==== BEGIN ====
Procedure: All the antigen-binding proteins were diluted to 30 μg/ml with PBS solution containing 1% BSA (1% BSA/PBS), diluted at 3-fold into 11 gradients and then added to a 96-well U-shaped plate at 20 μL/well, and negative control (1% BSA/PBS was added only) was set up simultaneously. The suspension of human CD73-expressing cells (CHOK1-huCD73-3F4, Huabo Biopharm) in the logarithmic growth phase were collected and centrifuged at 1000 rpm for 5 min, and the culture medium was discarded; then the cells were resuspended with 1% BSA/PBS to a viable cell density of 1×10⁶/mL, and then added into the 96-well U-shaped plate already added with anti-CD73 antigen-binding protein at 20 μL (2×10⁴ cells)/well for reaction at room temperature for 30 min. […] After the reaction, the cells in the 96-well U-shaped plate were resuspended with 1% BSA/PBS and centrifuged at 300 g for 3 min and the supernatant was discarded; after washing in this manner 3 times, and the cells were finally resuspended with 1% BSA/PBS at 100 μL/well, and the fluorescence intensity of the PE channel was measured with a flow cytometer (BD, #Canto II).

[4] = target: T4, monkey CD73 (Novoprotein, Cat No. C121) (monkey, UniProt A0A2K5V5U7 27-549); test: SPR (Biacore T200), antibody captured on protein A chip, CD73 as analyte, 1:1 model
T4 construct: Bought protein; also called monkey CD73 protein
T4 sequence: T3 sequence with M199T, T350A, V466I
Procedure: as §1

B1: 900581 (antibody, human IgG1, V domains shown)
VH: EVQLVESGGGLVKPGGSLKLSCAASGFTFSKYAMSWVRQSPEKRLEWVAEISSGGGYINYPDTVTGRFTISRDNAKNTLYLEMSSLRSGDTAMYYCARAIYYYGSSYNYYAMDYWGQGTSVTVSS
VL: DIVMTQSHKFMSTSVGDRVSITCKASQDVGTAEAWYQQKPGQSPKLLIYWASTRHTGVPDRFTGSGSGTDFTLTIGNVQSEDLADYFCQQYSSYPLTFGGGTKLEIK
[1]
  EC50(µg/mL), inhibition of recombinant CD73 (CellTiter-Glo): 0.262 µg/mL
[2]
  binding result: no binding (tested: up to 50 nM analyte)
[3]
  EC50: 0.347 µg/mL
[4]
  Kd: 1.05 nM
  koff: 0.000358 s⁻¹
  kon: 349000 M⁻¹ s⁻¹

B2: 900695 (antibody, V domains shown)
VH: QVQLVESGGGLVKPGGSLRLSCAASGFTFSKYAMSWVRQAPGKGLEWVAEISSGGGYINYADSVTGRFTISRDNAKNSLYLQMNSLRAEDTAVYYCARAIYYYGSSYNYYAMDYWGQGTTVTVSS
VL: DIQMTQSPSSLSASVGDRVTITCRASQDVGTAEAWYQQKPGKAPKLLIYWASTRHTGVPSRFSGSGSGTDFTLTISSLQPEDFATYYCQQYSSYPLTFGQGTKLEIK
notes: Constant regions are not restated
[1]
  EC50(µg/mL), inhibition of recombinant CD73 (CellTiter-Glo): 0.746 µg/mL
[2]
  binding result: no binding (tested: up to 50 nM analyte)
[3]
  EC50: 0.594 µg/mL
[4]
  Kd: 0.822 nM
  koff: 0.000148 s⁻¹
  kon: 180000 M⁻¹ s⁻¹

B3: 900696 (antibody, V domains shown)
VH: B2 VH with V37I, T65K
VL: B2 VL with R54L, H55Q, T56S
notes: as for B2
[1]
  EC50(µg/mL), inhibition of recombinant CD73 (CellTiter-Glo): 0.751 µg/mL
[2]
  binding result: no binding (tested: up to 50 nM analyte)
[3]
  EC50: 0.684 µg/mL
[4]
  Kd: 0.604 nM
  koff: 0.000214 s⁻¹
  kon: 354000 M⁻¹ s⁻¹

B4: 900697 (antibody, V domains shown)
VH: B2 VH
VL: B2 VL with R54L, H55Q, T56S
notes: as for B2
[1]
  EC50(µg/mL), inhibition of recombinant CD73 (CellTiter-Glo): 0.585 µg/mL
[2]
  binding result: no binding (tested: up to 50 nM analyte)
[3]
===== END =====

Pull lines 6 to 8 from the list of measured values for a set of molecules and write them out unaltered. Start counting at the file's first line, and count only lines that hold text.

B1: 900581 (antibody, human IgG1, V domains shown)
VH: EVQLVESGGGLVKPGGSLKLSCAASGFTFSKYAMSWVRQSPEKRLEWVAEISSGGGYINYPDTVTGRFTISRDNAKNTLYLEMSSLRSGDTAMYYCARAIYYYGSSYNYYAMDYWGQGTSVTVSS
VL: DIVMTQSHKFMSTSVGDRVSITCKASQDVGTAEAWYQQKPGQSPKLLIYWASTRHTGVPDRFTGSGSGTDFTLTIGNVQSEDLADYFCQQYSSYPLTFGGGTKLEIK